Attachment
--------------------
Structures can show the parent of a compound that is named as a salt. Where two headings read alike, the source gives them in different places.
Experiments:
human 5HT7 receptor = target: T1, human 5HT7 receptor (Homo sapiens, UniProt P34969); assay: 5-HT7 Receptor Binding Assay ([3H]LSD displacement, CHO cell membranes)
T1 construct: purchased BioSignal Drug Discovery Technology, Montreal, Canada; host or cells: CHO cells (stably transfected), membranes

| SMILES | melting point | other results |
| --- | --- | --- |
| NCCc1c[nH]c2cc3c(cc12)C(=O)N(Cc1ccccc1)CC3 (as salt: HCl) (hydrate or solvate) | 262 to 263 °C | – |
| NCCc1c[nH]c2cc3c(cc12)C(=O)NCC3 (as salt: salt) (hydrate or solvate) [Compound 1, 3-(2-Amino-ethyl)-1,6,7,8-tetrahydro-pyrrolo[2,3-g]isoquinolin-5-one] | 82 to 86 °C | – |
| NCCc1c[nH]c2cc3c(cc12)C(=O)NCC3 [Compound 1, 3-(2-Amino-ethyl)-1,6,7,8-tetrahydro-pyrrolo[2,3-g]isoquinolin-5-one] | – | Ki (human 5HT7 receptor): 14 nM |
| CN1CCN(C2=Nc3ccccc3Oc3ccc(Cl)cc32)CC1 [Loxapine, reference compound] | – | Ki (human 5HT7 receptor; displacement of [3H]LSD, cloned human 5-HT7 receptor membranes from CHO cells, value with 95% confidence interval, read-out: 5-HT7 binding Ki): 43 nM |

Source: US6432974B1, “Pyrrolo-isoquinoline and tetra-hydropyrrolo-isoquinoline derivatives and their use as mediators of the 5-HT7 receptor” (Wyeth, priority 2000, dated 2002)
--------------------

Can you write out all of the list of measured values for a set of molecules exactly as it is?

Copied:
Structures can show the parent of a compound that is named as a salt. Where two headings read alike, the source gives them in different places.
Experiments:
human 5HT7 receptor = target: T1, human 5HT7 receptor (Homo sapiens, UniProt P34969); assay: 5-HT7 Receptor Binding Assay ([3H]LSD displacement, CHO cell membranes)
T1 construct: purchased BioSignal Drug Discovery Technology, Montreal, Canada; host or cells: CHO cells (stably transfected), membranes

| SMILES | melting point | other results |
| --- | --- | --- |
| NCCc1c[nH]c2cc3c(cc12)C(=O)N(Cc1ccccc1)CC3 (as salt: HCl) (hydrate or solvate) | 262 to 263 °C | – |
| NCCc1c[nH]c2cc3c(cc12)C(=O)NCC3 (as salt: salt) (hydrate or solvate) [Compound 1, 3-(2-Amino-ethyl)-1,6,7,8-tetrahydro-pyrrolo[2,3-g]isoquinolin-5-one] | 82 to 86 °C | – |
| NCCc1c[nH]c2cc3c(cc12)C(=O)NCC3 [Compound 1, 3-(2-Amino-ethyl)-1,6,7,8-tetrahydro-pyrrolo[2,3-g]isoquinolin-5-one] | – | Ki (human 5HT7 receptor): 14 nM |
| CN1CCN(C2=Nc3ccccc3Oc3ccc(Cl)cc32)CC1 [Loxapine, reference compound] | – | Ki (human 5HT7 receptor; displacement of [3H]LSD, cloned human 5-HT7 receptor membranes from CHO cells, value with 95% confidence interval, read-out: 5-HT7 binding Ki): 43 nM |

Source: US6432974B1, “Pyrrolo-isoquinoline and tetra-hydropyrrolo-isoquinoline derivatives and their use as mediators of the 5-HT7 receptor” (Wyeth, priority 2000, dated 2002)